*Not by me, but by my agent. According to Deb, this is to be expected–editors want relationships, not one-night stands, and would love to get a trilogy out of you at the slightest provocation. If it’ll sell once, the thinking apparently goes, it’ll sell three times. This explains something that I’d wondered for years, which might best translate as “Doesn’t anybody write a stand-alone story any more?!”

I expressed my concern at producing two more stories on demand to my friend Kathy, who said something to the effect of “You? You’ll panic and wibble and then drop a whole book behind you like a skink dropping its tail to throw off the predators.” Some people know me WAY too well. Then I went and worked out the plot to Nurk 2: Electric Bugaloo, and it was all good.

I have been noodling around with this goblin idea lately. I don’t know if it’ll turn out to be anything anybody will have any interest in, but it’s keeping me somewhat amused. And when you do anything with a fantasy setting, sooner or later, you usually have to figure out how magic works.

I have grumbled about this any number of times, and I will spare you the full rant. Magic is, so far, not a central point of this story (although that may change) but I wanted to keep it unpredictable. This came to me last night in a flash of inspiration, and I’ll inflict an excerpt on you, because I thought it was entertaining.

Naturally, somebody will now point out the ten other books that used this same principle, and I will cry, because even when we think we’re being wildly creative, there’s nothing new under the sun…
Read more

Filled in the bare patches with anise hyssop, a native that grows in nice, spiky columns. The bees love it. Also picked up a butterfly bush–I had wanted one, I had planted one, and it turned out the bloody thing was mis-labeled at the nursery, and it was instead a “bluebeard.” It’s a nice little shrub, but not what I wanted! I’ll pop it into a big pot, maybe, or into a bare patch of the bed, it’s got fairly good foliage, and put the butterfly bush in that corner.

It was here for maybe thirty minutes, and I caught a tiger swallowtail on it. I am gleeful.

To distract myself from the madness that I fear to jinx, it’s time for the garden report!

Yesterday, I took out a big swath of plants–I hadn’t been sure if they were weeds or not, but they’re spread everywhere, and they don’t flower, which meets the Ursula Standard, and furthermore, they were home to a bunch of Japanese beetles. Blargh.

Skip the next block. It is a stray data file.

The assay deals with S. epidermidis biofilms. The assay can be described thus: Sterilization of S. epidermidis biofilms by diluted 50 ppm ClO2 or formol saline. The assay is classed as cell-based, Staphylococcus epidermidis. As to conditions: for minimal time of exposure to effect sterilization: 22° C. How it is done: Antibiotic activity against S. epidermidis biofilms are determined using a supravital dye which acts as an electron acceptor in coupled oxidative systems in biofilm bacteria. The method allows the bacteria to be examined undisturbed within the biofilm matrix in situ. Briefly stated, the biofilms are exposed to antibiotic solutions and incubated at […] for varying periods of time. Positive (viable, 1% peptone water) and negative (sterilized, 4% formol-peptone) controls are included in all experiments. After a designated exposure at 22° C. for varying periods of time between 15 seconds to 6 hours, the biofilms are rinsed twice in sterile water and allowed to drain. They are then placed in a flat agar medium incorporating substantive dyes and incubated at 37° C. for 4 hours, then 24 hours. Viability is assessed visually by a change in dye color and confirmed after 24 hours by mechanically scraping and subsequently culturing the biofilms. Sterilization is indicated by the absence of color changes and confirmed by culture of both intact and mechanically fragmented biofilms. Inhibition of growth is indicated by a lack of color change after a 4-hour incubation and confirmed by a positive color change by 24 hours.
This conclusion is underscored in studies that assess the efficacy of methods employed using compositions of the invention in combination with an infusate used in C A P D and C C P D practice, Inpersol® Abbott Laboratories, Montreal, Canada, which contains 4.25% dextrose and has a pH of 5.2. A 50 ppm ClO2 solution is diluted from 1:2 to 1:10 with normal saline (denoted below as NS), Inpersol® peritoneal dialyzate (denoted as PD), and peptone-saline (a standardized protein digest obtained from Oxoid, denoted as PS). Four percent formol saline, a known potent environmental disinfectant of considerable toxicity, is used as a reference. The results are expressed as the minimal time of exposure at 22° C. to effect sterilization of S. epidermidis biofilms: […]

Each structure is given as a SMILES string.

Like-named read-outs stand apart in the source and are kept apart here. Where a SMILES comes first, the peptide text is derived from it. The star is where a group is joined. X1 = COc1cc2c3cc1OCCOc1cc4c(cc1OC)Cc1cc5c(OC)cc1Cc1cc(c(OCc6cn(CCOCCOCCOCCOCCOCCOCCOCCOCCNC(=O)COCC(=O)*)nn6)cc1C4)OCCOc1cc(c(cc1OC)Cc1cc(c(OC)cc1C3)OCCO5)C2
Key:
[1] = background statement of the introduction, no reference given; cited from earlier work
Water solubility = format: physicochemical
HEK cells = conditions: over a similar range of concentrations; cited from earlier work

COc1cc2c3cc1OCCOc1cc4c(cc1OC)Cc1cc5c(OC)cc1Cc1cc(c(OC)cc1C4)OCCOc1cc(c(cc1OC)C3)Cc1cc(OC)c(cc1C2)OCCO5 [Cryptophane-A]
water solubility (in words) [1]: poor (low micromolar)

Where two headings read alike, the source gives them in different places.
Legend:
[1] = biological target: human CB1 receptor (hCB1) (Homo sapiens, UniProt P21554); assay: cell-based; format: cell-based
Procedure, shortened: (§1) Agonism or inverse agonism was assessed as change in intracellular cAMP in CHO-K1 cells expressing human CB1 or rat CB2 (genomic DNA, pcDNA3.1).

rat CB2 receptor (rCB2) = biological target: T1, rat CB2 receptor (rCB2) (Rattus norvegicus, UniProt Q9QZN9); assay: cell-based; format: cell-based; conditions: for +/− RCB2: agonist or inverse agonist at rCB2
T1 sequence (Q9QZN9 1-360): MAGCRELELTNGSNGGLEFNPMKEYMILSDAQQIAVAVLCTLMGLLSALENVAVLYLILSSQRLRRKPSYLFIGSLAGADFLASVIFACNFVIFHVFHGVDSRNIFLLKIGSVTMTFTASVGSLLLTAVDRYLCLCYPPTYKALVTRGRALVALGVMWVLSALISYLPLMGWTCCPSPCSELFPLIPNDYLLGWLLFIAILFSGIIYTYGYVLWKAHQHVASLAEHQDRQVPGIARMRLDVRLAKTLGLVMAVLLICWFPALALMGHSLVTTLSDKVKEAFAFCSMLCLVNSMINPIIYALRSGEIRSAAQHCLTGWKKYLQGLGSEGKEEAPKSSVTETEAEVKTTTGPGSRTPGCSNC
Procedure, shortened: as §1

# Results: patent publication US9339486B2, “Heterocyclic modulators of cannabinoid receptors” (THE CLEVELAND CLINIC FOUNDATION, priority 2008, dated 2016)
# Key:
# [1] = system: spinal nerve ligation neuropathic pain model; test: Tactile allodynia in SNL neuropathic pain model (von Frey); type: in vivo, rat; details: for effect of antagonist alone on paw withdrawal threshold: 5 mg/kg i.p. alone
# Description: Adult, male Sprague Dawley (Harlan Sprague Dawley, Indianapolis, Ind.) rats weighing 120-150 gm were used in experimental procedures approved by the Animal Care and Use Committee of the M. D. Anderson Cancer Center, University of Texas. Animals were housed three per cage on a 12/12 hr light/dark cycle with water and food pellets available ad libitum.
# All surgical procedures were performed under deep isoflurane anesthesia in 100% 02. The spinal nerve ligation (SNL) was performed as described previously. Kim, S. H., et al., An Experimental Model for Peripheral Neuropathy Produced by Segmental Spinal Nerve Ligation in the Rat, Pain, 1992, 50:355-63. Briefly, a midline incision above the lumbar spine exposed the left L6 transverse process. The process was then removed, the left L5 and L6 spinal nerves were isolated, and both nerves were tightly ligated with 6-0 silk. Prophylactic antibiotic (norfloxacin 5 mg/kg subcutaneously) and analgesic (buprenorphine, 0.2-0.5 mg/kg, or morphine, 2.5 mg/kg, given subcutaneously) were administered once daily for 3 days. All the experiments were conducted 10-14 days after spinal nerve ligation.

Now I need replacements–these were the tallest thing in the garden–so I’m going out later today to the garden center. I’m hoping for Carolina phlox, which they had before, but I’ll settle for yarrow happily enough. And maybe more brown-eyed susans. The coreopsis is not doing well, for some reason–too dry? too wet? who can tell?–but the brown-eyed susans are fabulous.

The glads are doing the typical glad thing–they’re blooming extravagantly, gloriously, and then falling over, so I’ve cut a few and brought them in. We have pink ruffly white, and vibrant red. They’re pretty spectacular, and they last a good long time in the vase.

The purple coneflower is going loony. It’s a kind of triple threat–there was the stuff I bought and the stuff that it turned out the previous owner had planted, and the stuff I liberated from the garden next door, resulting in a seriously echinacea heavy garden. Not that I’m complaining! I love that stuff.

There are also petunias. Why are there petunias? I did not plant petunias. And yet there they are, the pale purple with veiny purple centers, petunias. They’re an annual, but perhaps the seeds were dormant for quite a long time. I’m not complaining, I don’t mind them, it was just a surprise.

In the backyard, the hostas have long purple spires, the American beautyberry is flowering, and the Rose of Sharon hedge is rose-of-sharoning. The color has not grown on me, but I can’t complain. The ferns have exploded. It’s like a jungle. The jewelweed has survived nicely, the foxglove has not. Que sera, sera.

Everywhere, pollinators. I am delighted to see them. Although the hummingbird is still a rare visitor, the goldfinches are out every day, and enormous fat bumblebees, and thin, narrow-waisted wasps. It’s like a benediction to see them–“You’re doing things right. This is how it should be.” Even though I know pollinators like plenty of non-natives and are pretty indiscriminate, at least they’re there, and alive, and that’s something wonderful.

Um. Dude. Whoa.

There is suddenly a chance I may be going to ComicCon–my agent is looking into flying me out there, since Nurk is…err…well no jinxing, there, but–dude–and Digger is…err…holy bunnies…I don’t even dare THINK about that–and–um–uh–

Well, anyway, she’d be buying the plane ticket, if it’s not brutally expensive, but she probably can’t get me a hotel room at this late date. So, now I throw myself on the mercy of the blog–are any of you going to ComicCon? Would anyone like a roommate who will sleep on the floor and shower regularly and not eat very much and pay for their chunk of the room? I would likely be arriving Thursday night and leaving Sunday.


It’s Friday. How odd.

My brain doesn’t know how to handle this vacation thing. It did as much as possible, and now it’s staring off into the middle distance, going “Errr…should we…y’know… be DOING something?”

I have vacation guilt. I am trying to let the ol’ brain settle before whipping it back into art mode–cons are rough on it, and burnout is a real danger through this stretch–but mostly I stare into space and go “Man, I am accomplishing NOTHING.” Then I feel guilty.

I did write nearly 4K words today on this story I’ve been kicking around. I’m trying to do a thousand a day, just to see if I can get anything out of it–a thousand’s not too much, between blog and forum posts I probably do that daily anyway–so that’s something, anyway.

Maybe I need a new video game.